IOM CONTRIBUTES TO THE PROTECTION OF MIGRANTS DURING EMERGENCIES


Date Publish: 
10/10/2018

 

Nacaome (Honduras), September 24, 2018. –IOM, the United Nations Organization for Migration, developed a workshop with public institutions and civil society organizations which operate in southern Honduras to build capacities to provide adequate assistance to migrants in emergency contexts.

The activity was held as part of the Migrants in Countries in Crisis (MICIC) Initiative, which works toward appropriate preparation to respond to large scale crises affecting countries, and therefore the migrants who find themselves stranded or in transit during the emergency.

"The objective is to protect the dignity and rights of migrants trapped in places experiencing conflict or natural disaster, regardless of their migrant status," stated Jorge Peraza, Chief of Mission of IOM for El Salvador, Guatemala and Honduras.

Based on this principle, IOM trained public officials in Honduras and staff of other interested organizations to prepare for and respond to the needs of migrants in the case of a crisis situation.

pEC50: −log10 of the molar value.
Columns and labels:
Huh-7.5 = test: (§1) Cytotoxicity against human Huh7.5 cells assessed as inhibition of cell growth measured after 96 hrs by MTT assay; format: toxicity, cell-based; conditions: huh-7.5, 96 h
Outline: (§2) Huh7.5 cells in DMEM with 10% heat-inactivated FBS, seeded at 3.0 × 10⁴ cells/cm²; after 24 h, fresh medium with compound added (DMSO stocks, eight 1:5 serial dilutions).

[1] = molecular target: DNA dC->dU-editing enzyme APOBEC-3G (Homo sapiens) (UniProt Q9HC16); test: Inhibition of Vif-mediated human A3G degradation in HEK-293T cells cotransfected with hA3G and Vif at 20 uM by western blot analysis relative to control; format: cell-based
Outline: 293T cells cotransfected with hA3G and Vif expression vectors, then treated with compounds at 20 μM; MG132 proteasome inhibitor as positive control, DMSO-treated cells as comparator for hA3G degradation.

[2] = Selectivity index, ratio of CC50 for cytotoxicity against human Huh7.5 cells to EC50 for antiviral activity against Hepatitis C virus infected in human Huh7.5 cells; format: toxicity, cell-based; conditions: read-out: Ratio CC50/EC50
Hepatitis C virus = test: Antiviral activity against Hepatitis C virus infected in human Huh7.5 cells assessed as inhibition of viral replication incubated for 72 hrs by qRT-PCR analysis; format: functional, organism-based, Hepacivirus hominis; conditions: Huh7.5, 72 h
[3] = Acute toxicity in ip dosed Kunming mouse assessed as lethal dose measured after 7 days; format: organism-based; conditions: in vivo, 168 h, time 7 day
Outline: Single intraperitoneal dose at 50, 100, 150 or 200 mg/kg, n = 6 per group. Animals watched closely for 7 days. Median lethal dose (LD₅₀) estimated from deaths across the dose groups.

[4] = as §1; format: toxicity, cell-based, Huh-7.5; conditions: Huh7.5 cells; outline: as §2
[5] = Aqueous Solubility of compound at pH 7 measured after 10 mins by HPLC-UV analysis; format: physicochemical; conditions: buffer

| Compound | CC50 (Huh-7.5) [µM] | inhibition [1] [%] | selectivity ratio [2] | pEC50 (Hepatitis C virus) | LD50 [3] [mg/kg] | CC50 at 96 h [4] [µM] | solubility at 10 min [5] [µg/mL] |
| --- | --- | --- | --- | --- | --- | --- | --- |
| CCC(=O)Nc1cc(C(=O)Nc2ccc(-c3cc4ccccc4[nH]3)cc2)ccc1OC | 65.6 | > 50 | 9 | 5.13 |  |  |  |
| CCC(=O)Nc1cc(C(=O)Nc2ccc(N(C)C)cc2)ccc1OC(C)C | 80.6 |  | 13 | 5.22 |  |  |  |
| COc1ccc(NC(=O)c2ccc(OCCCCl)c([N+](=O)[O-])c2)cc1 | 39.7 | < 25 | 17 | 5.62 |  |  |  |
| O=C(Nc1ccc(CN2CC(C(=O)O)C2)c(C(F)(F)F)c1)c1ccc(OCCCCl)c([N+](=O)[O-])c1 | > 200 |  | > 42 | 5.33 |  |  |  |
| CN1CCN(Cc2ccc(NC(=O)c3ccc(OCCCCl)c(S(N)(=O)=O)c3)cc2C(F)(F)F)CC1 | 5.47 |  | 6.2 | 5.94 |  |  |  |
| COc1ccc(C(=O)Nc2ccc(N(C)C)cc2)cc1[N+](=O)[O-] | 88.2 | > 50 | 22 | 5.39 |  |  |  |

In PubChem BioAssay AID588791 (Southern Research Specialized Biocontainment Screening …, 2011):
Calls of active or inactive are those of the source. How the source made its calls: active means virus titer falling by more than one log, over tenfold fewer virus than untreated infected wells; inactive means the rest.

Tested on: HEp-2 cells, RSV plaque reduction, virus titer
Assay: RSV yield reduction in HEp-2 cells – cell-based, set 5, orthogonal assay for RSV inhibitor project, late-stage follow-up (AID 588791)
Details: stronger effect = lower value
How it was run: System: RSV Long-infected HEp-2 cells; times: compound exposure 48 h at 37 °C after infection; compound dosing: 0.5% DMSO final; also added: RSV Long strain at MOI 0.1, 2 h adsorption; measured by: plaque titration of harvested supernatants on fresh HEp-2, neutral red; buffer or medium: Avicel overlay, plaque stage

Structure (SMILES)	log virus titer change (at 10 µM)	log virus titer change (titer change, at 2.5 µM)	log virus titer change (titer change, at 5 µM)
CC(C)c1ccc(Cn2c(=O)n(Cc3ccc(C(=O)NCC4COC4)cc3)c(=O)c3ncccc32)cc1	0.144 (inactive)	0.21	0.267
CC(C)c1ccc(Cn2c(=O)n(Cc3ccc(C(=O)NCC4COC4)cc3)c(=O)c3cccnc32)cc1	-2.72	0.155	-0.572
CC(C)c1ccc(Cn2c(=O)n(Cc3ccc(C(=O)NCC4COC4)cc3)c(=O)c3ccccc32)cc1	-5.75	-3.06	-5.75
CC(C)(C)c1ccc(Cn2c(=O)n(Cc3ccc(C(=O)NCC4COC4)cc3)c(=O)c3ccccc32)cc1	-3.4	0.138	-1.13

"When countries experience such emergencies, migrants may lack the means to guarantee their own safety. Additionally, in some specific situations there are no frameworks to determine the responsibilities of the State and other actors, in contrast with the case of refugees," explained Peraza.

In 2017, IOM delivered a first training on this topic to the Interinstitutional Network for Migration in the Southern Region of Honduras. "Nevertheless, we consider it necessary to continue strengthening the network for this initiative, since the municipalities of Choluteca and Valle record elevated flows of migrants in transit, and it is important to prepare adequately to handle possible emergencies, such as that which took place this year after the eruption of Fuego volcano in Guatemala," explained the Chief of Mission.

The National Police, the National Institute for Migration, Firefighters, the Permanent Commission for Contingencies, the Directorate of Childhood, Adolescence, and Family (DINAF), and others participated in the workshop. The training was held as part of IOM's Mesoamerica Program, financed by the Bureau of Population, Refugees and Migration of the Department of State of the United States of America.